Prepping for a job interview can be stressful for millennials, but it definitely does not have to be. Take the weight of uncertainty off your shoulders by planning how you will answer the difficult questions ahead of time. Even though there is no way to know exactly what will be asked, there is a good chance some of these tough but commonly used interview questions will be thrown in the loop:
Tell me about yourself.
Typically used as an opening question to kick off the interview, this question can be frustrating since it is hard to determine what to cover as a brief introduction. When answering this one, stick to a script of less than a minute, focusing more on your most recent work experience than anything else. Do not babble about your entire work history and educational experience or you will become just a talking version of your written resume. Be sure to not give everything about yourself away in your response so you save parts of your resume to talk about later on in the interview.
Have you ever had a conflict with an old boss and how was it resolved?
Instinct may tell you to say no, you have not had any conflicts, and to project an image of a friendly, happy go-lucky employee, but that’s not what the employer wants to hear. The purpose of this question is to determine how you resolve inevitable conflict in the workplace, not whether you are an instigator. When answering this question, focus on calling it a “disagreement” rather than a conflict, and discuss how you solved it through clear and open communication instead of letting it turn into a bigger issue.
How would you describe yourself in X words?
This question can be tricky when you are in the early stages of interviewing and are unsure of what personality type the employer wants. Should you go with outgoing and outspoken, or do they want an employee who will keep their head down and work? Try catering your response to whatever position you are applying for. For example, use creative adjectives for an art or design position, words such as “conscientious” or “deadline-oriented” for roles in accounting, and play up your persuasive skills when applying to join a team of distributors. When in doubt, always go for guaranteed crowd pleasers with words such as “reliable”, “dependable” or “persistent”.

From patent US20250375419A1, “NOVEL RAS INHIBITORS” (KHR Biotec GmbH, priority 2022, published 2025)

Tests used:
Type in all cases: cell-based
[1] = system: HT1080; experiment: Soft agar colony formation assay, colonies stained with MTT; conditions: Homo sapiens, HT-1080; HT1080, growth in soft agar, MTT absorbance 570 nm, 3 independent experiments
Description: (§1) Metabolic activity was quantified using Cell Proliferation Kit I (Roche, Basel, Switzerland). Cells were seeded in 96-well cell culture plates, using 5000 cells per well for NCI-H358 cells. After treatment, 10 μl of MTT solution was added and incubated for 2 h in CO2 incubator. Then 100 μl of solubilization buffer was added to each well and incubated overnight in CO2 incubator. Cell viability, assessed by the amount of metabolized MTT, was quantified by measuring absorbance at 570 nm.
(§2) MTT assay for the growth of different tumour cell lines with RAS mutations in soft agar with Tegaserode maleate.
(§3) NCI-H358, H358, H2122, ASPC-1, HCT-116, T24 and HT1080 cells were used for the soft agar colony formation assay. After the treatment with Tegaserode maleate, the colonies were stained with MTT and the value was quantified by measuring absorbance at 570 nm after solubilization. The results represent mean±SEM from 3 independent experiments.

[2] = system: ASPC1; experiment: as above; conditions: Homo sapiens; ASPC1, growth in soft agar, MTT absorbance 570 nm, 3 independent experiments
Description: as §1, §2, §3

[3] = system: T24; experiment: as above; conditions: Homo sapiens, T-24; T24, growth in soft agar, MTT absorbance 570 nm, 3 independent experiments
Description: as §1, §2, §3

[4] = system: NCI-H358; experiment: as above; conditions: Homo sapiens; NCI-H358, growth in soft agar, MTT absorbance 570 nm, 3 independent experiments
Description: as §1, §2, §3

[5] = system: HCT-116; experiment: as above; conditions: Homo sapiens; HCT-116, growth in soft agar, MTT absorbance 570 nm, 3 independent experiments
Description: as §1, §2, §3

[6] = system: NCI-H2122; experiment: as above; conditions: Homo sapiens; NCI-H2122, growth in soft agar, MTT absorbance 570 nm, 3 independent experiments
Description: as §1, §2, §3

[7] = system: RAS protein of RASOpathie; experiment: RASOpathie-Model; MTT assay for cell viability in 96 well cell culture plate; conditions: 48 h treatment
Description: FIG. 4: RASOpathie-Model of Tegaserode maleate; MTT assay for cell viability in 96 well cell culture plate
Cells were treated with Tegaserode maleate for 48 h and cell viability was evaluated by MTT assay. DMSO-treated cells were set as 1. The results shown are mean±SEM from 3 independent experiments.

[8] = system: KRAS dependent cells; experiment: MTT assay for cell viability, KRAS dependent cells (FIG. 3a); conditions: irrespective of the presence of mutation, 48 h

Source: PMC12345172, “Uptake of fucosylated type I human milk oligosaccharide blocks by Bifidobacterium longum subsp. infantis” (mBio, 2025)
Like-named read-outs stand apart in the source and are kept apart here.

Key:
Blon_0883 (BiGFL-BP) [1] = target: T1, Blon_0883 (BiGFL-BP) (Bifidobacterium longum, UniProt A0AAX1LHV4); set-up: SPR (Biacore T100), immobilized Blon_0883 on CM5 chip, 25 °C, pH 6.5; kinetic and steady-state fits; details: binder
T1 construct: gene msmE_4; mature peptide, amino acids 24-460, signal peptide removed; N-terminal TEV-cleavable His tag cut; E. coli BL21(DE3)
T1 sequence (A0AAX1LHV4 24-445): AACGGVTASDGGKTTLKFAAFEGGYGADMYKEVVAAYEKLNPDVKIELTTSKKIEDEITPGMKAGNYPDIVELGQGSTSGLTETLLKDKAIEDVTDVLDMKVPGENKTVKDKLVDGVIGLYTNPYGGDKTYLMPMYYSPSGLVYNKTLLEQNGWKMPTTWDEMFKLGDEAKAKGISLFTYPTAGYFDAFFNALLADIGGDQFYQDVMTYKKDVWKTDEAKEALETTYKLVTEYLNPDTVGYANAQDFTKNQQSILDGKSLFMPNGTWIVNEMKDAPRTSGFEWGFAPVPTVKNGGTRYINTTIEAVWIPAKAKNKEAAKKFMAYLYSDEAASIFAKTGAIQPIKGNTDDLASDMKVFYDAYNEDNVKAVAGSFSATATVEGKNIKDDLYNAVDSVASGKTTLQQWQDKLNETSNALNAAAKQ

Why do you want to work here?
Sneaky employers are looking for you to slip up and badmouth your old job, or to catch you unprepared for the interview. Do not say a peep about wanting to leave your old job because of an unpleasant work atmosphere or minimum pay. Instead you should turn the conversation towards your potential future employer’s impact in the industry and great reputation. You could even talk about any projects you know the company is working on. This will show your interviewer you prepared thoroughly by doing research on the company.
Why do you want to leave your job?
Did you get looked over for a promotion at your previous job? Now is not the time to let your bitterness show through. It can be hard to bite your tongue, especially when baited, about the negatives of your last position, but stay strong, millennials! Tell your potential new employer about how this position will offer you invaluable opportunities to learn and that is what caught your eye. Describe the knowledge you gained at your previous position, and go into detail about how this new position could benefit from these skills while still allowing you to grow professionally.